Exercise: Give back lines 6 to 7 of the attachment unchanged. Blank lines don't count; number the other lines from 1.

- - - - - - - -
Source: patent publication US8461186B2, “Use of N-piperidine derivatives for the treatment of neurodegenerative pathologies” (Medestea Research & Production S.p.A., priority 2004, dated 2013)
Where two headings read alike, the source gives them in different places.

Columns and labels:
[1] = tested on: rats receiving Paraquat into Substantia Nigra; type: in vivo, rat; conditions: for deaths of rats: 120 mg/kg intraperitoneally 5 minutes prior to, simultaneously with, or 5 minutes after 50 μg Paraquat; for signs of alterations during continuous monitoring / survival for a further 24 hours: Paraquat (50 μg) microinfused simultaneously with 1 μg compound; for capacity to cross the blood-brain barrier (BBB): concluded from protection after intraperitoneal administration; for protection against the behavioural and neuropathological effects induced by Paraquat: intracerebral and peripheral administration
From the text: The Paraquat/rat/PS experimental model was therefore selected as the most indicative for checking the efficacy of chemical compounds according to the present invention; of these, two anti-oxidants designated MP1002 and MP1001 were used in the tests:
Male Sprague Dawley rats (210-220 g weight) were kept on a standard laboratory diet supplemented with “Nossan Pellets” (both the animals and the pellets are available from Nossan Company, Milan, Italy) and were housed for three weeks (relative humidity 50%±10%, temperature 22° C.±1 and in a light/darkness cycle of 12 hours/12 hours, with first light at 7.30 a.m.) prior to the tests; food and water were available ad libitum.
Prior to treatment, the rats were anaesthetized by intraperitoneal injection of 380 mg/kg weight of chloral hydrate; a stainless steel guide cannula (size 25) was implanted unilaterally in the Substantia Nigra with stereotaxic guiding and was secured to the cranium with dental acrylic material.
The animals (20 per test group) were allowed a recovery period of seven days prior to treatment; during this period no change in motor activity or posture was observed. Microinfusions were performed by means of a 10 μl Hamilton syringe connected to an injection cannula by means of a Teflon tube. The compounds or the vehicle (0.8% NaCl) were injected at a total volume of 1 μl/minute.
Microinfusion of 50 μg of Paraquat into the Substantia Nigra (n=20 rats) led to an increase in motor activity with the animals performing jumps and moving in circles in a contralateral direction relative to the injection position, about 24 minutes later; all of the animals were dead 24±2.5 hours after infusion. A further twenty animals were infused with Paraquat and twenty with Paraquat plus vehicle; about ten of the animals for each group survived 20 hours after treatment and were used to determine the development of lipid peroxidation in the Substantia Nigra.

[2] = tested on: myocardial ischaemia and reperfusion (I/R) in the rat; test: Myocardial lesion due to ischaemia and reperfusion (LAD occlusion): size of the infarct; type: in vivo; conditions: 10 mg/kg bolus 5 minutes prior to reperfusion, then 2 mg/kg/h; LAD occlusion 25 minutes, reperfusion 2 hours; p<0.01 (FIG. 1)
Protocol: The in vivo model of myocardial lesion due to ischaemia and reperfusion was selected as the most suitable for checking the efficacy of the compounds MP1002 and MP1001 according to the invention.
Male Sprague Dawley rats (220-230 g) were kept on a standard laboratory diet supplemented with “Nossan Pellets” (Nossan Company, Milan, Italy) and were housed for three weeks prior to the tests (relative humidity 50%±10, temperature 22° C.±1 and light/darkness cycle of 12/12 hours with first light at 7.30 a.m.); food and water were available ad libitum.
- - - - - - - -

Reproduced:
Male Sprague Dawley rats (210-220 g weight) were kept on a standard laboratory diet supplemented with “Nossan Pellets” (both the animals and the pellets are available from Nossan Company, Milan, Italy) and were housed for three weeks (relative humidity 50%±10%, temperature 22° C.±1 and in a light/darkness cycle of 12 hours/12 hours, with first light at 7.30 a.m.) prior to the tests; food and water were available ad libitum.
Prior to treatment, the rats were anaesthetized by intraperitoneal injection of 380 mg/kg weight of chloral hydrate; a stainless steel guide cannula (size 25) was implanted unilaterally in the Substantia Nigra with stereotaxic guiding and was secured to the cranium with dental acrylic material.